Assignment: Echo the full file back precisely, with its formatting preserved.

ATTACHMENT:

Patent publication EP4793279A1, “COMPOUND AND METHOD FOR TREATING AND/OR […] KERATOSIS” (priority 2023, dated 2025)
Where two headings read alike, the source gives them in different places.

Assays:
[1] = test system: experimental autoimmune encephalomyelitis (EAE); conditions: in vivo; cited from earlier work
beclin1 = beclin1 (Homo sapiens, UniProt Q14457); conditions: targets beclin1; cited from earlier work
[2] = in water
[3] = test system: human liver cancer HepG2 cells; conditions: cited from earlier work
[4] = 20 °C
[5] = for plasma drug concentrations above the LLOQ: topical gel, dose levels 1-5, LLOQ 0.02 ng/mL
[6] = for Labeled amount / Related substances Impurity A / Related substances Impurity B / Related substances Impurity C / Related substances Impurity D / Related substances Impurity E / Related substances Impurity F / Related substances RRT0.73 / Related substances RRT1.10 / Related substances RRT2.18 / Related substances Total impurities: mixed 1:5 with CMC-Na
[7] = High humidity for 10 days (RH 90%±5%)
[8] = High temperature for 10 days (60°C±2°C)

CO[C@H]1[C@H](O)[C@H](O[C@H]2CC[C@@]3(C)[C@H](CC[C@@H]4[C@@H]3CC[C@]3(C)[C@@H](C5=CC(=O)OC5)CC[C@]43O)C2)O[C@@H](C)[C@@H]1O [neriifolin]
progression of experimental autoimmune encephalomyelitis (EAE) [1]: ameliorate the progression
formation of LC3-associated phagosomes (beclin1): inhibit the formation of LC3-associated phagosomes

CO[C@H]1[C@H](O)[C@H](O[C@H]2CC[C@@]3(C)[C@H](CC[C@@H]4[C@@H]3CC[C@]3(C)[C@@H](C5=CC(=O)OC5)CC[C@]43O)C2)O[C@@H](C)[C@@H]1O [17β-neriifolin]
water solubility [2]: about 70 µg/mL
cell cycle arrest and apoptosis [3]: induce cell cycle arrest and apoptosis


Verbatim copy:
Patent publication EP4793279A1, “COMPOUND AND METHOD FOR TREATING AND/OR […] KERATOSIS” (priority 2023, dated 2025)
Where two headings read alike, the source gives them in different places.

Assays:
[1] = test system: experimental autoimmune encephalomyelitis (EAE); conditions: in vivo; cited from earlier work
beclin1 = beclin1 (Homo sapiens, UniProt Q14457); conditions: targets beclin1; cited from earlier work
[2] = in water
[3] = test system: human liver cancer HepG2 cells; conditions: cited from earlier work
[4] = 20 °C
[5] = for plasma drug concentrations above the LLOQ: topical gel, dose levels 1-5, LLOQ 0.02 ng/mL
[6] = for Labeled amount / Related substances Impurity A / Related substances Impurity B / Related substances Impurity C / Related substances Impurity D / Related substances Impurity E / Related substances Impurity F / Related substances RRT0.73 / Related substances RRT1.10 / Related substances RRT2.18 / Related substances Total impurities: mixed 1:5 with CMC-Na
[7] = High humidity for 10 days (RH 90%±5%)
[8] = High temperature for 10 days (60°C±2°C)

CO[C@H]1[C@H](O)[C@H](O[C@H]2CC[C@@]3(C)[C@H](CC[C@@H]4[C@@H]3CC[C@]3(C)[C@@H](C5=CC(=O)OC5)CC[C@]43O)C2)O[C@@H](C)[C@@H]1O [neriifolin]
progression of experimental autoimmune encephalomyelitis (EAE) [1]: ameliorate the progression
formation of LC3-associated phagosomes (beclin1): inhibit the formation of LC3-associated phagosomes

CO[C@H]1[C@H](O)[C@H](O[C@H]2CC[C@@]3(C)[C@H](CC[C@@H]4[C@@H]3CC[C@]3(C)[C@@H](C5=CC(=O)OC5)CC[C@]43O)C2)O[C@@H](C)[C@@H]1O [17β-neriifolin]
water solubility [2]: about 70 µg/mL
cell cycle arrest and apoptosis [3]: induce cell cycle arrest and apoptosis